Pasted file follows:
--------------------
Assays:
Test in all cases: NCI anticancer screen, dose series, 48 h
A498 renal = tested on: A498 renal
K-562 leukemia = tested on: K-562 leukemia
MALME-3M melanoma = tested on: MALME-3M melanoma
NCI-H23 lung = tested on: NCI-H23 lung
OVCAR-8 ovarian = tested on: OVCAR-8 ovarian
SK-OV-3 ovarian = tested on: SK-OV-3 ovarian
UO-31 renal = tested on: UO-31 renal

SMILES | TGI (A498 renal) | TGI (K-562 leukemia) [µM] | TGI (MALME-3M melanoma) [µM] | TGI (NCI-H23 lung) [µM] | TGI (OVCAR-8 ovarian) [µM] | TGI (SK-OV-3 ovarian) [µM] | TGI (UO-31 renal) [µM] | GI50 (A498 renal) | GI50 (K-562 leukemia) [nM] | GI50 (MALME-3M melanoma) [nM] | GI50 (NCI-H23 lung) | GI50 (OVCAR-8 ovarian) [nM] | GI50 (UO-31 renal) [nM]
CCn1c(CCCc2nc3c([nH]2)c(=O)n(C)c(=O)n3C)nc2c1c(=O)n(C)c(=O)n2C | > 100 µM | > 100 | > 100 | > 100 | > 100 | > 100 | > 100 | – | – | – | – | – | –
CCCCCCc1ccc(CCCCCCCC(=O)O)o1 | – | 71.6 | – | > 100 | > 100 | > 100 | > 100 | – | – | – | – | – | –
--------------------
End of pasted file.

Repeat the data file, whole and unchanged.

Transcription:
Assays:
Test in all cases: NCI anticancer screen, dose series, 48 h
A498 renal = tested on: A498 renal
K-562 leukemia = tested on: K-562 leukemia
MALME-3M melanoma = tested on: MALME-3M melanoma
NCI-H23 lung = tested on: NCI-H23 lung
OVCAR-8 ovarian = tested on: OVCAR-8 ovarian
SK-OV-3 ovarian = tested on: SK-OV-3 ovarian
UO-31 renal = tested on: UO-31 renal

SMILES | TGI (A498 renal) | TGI (K-562 leukemia) [µM] | TGI (MALME-3M melanoma) [µM] | TGI (NCI-H23 lung) [µM] | TGI (OVCAR-8 ovarian) [µM] | TGI (SK-OV-3 ovarian) [µM] | TGI (UO-31 renal) [µM] | GI50 (A498 renal) | GI50 (K-562 leukemia) [nM] | GI50 (MALME-3M melanoma) [nM] | GI50 (NCI-H23 lung) | GI50 (OVCAR-8 ovarian) [nM] | GI50 (UO-31 renal) [nM]
CCn1c(CCCc2nc3c([nH]2)c(=O)n(C)c(=O)n3C)nc2c1c(=O)n(C)c(=O)n2C | > 100 µM | > 100 | > 100 | > 100 | > 100 | > 100 | > 100 | – | – | – | – | – | –
CCCCCCc1ccc(CCCCCCCC(=O)O)o1 | – | 71.6 | – | > 100 | > 100 | > 100 | > 100 | – | – | – | – | – | –